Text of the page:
Hisako Sakiyama, a medical doctor and representative of the 3.11 Fund for Children With Thyroid Cancer, speaks to reporters in Tokyo, Friday, March 31, 2017. Sakiyama, who has sat on government panels to investigate the Fukushima disaster, says a child who was 4 at the time of the disaster , has been diagnosed with thyroid cancer and that case is missing from the official government records.

TOKYO (AP) — A child diagnosed with thyroid cancer after the Fukushima nuclear accident is missing from government checkup records, an aid group said Friday, raising questions about the thoroughness and transparency of the screenings.

Japanese authorities have said that among the 184 confirmed and suspected cases of thyroid cancer in Fukushima, no one was under age 5 at the time of the 2011 meltdowns. They’ve said that suggests the cases are not related to nuclear-plant radiation, as many were after the 1986 Chernobyl disaster.

The 3.11 Fund for Children With Thyroid Cancer, however, said Friday that one child who was 4 when the meltdowns occurred has been diagnosed with thyroid cancer. That case is not listed in data from Fukushima Medical University, which is overseeing thyroid-cancer screening and surgeries and had treated the child.

Hisako Sakiyama, a medical doctor and representative of the 3.11 Fund, which gives aid to families of children diagnosed with thyroid cancer, said that any missing case is “a major problem,” and raises the possibility that others may also be missing from the data.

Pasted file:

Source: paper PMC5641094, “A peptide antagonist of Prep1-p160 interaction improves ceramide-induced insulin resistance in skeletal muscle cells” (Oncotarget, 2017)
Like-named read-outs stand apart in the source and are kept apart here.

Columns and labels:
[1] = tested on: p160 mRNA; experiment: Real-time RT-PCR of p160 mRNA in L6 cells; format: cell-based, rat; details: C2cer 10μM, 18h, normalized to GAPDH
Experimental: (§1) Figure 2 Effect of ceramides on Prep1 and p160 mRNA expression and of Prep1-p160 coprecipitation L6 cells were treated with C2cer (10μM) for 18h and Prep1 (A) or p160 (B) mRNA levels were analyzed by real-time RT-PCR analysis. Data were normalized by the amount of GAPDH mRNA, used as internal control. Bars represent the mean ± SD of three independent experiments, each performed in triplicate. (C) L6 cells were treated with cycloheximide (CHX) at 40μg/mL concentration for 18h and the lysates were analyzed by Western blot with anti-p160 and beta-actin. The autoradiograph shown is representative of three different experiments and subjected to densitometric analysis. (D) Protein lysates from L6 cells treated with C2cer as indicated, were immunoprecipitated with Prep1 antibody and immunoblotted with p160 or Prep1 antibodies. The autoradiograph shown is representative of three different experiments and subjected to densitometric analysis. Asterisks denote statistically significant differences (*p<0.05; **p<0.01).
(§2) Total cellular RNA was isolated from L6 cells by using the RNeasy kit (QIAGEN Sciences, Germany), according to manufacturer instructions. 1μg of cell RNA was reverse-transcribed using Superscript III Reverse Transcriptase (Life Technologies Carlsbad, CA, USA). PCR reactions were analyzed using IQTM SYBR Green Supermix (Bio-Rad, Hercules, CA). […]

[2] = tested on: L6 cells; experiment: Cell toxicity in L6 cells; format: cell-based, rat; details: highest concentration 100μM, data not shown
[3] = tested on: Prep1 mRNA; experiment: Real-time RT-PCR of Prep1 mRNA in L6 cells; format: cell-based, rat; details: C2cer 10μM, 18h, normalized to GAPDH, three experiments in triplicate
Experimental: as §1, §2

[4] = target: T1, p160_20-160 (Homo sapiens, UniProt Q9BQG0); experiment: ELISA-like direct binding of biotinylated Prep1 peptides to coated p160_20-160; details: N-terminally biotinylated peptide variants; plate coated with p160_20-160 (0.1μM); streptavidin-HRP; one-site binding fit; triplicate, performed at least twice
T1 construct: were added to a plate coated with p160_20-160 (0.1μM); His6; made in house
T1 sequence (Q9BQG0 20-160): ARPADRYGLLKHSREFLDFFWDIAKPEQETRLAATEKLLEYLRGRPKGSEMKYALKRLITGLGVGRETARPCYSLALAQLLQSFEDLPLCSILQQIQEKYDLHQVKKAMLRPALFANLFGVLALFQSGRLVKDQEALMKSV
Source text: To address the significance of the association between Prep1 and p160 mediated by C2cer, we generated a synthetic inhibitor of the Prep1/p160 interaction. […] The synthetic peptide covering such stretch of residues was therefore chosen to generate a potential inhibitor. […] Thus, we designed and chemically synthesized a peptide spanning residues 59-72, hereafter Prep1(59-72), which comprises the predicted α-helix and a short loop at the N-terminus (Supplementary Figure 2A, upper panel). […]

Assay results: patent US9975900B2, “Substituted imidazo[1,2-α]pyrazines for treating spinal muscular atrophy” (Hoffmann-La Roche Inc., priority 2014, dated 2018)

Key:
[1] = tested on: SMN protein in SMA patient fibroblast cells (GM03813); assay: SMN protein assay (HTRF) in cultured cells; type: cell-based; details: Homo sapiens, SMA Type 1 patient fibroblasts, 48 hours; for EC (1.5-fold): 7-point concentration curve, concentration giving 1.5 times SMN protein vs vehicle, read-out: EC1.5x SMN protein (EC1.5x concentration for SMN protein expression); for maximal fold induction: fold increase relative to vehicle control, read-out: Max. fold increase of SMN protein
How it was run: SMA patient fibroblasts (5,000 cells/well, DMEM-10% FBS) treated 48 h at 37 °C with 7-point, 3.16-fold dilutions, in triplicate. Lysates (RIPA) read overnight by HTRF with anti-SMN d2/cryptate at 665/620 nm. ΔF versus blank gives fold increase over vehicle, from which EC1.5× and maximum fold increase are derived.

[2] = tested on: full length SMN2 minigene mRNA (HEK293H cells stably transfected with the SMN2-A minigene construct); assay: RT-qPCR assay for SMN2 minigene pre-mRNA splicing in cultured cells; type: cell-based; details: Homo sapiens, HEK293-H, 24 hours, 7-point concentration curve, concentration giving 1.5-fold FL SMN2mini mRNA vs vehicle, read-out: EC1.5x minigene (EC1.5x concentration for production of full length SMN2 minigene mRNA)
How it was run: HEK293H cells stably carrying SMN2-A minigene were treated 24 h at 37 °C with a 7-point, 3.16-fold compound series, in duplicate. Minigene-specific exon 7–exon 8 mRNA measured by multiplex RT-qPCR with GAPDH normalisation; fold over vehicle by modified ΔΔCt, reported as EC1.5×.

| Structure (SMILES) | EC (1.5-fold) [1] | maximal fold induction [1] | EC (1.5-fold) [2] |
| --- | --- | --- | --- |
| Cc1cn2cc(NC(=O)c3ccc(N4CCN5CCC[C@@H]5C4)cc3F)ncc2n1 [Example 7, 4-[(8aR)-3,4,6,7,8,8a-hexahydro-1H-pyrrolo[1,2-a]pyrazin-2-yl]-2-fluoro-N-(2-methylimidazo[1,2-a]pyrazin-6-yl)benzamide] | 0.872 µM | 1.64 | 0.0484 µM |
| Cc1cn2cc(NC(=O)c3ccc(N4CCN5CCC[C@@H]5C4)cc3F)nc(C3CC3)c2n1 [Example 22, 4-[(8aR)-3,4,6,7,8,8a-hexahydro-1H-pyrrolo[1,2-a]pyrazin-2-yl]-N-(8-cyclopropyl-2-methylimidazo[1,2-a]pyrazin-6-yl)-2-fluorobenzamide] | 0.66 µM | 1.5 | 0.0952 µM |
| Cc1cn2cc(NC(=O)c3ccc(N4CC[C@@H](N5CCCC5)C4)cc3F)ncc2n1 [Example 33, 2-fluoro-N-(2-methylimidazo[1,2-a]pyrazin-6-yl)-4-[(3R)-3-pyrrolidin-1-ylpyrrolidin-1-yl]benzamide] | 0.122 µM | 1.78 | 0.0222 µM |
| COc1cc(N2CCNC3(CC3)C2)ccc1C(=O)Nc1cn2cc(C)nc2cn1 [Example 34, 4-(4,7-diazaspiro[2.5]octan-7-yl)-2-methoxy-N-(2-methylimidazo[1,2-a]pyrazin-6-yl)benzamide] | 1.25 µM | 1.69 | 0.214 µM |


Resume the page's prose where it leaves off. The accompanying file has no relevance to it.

The university has been carrying out ultrasound screenings of some 300,000 youngsters in Fukushima 18 and younger at the time of the nuclear accident. It has repeatedly said it stands behind its data but declined to comment on individual cases, citing privacy concerns.

Seisho Tanaka, a spokesman for the screenings, said those who may have had tested negative could have developed cancer afterward and sought medical treatment outside the screening process. He declined to comment further.

The officials have argued the Fukushima cases are popping up because of “a screening effect,” meaning the meticulous testing uncovered cases that would not be known otherwise.

Sakiyama, who has sat on a legislative panel investigating the Fukushima nuclear disaster, said the screening system was flawed. The child, a boy now 10, and one of the fund’s aid recipients, had surgery at Fukushima Medical University last year and is receiving treatment there, making it difficult to think the university could be unaware of the case, she added.

“It is very puzzling how they would not want to come forward with the case,” she said, adding of the Fukushima cases and radiation: “There is no reason to outright deny the link.”

The boy, who continues to receive treatment from the hospital, and his family have not spoken publicly.

Thyroid cancer is usually not fatal with proper treatment. It’s extremely rare among children and young adults under normal conditions, but since young people are not typically screened for it, it can go undetected for years.

Of the thousands of thyroid cancer cases that surfaced after Chernobyl, in the Ukraine and Belarus, about half or about 15 percent, depending on the study, were those under age 5 at the time of the accident.

Keith Baverstock, professor at the University of Eastern Finland and an expert on health and radiation, thinks it’s important Fukushima medical records be transparent.

Although it’s still difficult to reach a conclusion on a link with radiation, studying the cancers and how they developed can shed light on the question, he said recently in a Skype call.